Could boosting children’s memory skills reduce anxiety and improve performance at school? | Action Medical Research

Could boosting children’s memory skills reduce anxiety and improve performance at school?

11 October 2011

Spaceships and robots are being used as themes in a set of computer games to boost children’s memory skills as part of a unique research project which hopes to reduce childhood anxiety and improve academic performance. The researchers have been given a grant from children’s charity Action Medical Research.

Anxiety is common during childhood. Evidence suggests up to one in twenty children and adolescents experience an anxiety disorder. Anxious children can worry excessively about all sorts of things – conversations they’ve had, things they’ve done, upcoming events, their health, how good they are at sport or school work, world events and so on.

Children can worry so much that they feel ill and start avoiding everyday activities, such as going to school or out with friends, or taking up a hobby. They may feel sick, breathless, dizzy or panic, and can complain that their tummy hurts. They can also be tearful, irritable or restless, and find it difficult to concentrate or to sleep.

The two-year research project is being carried out thanks to a grant award of £83,282 from Action Medical Research – the leading UK-wide medical research charity dedicated to helping babies and children.

Lead Researcher, Dr Julie Hadwin, from the University of Southampton, said: “Previous research studies have found a consistent link between anxiety and academic underachievement at school – anxious children tend to get lower scores in school tests, are more likely to drop out of school and are less likely to go on to further education.

“Put simply, anxious children may be so busy worrying that they can’t concentrate properly on their lessons – the brain may be so full of worries that it has limited capacity for thinking about other things,” she added.

The research team are inviting around 50 children, aged 11 and 12, who have elevated anxiety levels, to take part in the study. Half of the children will undergo training that is designed to improve their verbal and spatial working memory using a child-friendly programme based on a spaceship/robot theme (RoboMemo from Cogmed Cognitive Medical Systems AB). It will take around half an hour per day for five weeks (up to 25 days).

The other half of the children will meet in small groups for around one hour, twice a week for five weeks, to take part in a tried-and-tested therapy programme called FRIENDS, which was developed to prevent and treat childhood anxiety . 

Dr Alexandra Dedman, Senior Research Evaluation Manager for Action Medical Research, said: “The researchers think that the training programme could be practical and workable. If it is shown to be effective, it could be used alone or along with existing treatments, such as stress management techniques. It could be used by a range of professionals who work in schools – including teachers and educational psychologists.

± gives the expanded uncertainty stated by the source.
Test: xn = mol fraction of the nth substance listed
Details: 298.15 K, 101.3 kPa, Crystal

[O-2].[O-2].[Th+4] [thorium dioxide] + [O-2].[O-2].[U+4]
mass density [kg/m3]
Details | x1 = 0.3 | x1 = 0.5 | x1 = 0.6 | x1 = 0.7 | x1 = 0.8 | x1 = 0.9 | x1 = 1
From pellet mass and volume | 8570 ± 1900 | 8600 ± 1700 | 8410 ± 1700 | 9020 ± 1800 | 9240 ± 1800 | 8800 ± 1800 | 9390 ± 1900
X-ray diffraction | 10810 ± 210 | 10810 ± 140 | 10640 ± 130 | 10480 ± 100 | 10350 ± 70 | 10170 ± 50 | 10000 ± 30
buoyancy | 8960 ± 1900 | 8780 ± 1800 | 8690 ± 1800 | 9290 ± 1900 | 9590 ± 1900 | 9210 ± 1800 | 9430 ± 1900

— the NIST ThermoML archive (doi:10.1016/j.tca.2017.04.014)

“The benefits of a successful new treatment could be broad ranging and long lasting. Studies suggest anxiety may start even in very young children, who have not yet started school, and can continue into adulthood.”

NOTES TO EDITORS:

For further information please contact:

Claudine Powell, Communications Manager
T: 01403 327478
E: cpowell@action.org.uk
W: action.org.uk

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Action Medical Research is the leading UK-wide medical research charity dedicated to helping babies and children. We know that medical research can save and change children’s lives. For nearly 60 years we have been instrumental in significant medical breakthroughs, including the development of the UK polio vaccine and ultrasound scanning in pregnancy. Today, we continue to find and fund the very best medical research to help stop the suffering of babies and children caused by disease and disability. We want to make a difference in:
• tackling premature birth and treating sick and vulnerable babies
• helping children affected by disability, disabling conditions and infections
• targeting rare diseases that together severely affect many forgotten children.

References
  1. Rapee RM, Schniering CA & Hudson JL. Anxiety disorders during childhood and adolescence: origins and treatment. Annual Review of Clinical Psychology 2009; 5: 311-341.
  2. http://www.friendsinfo.net/
  3. Egger HL & Angold A. Common emotional and behavioural disorders in preschool children: presentation, nosology and epidemiology. Journal of Child Psychology and Psychiatry 2006;47: 313-337
 

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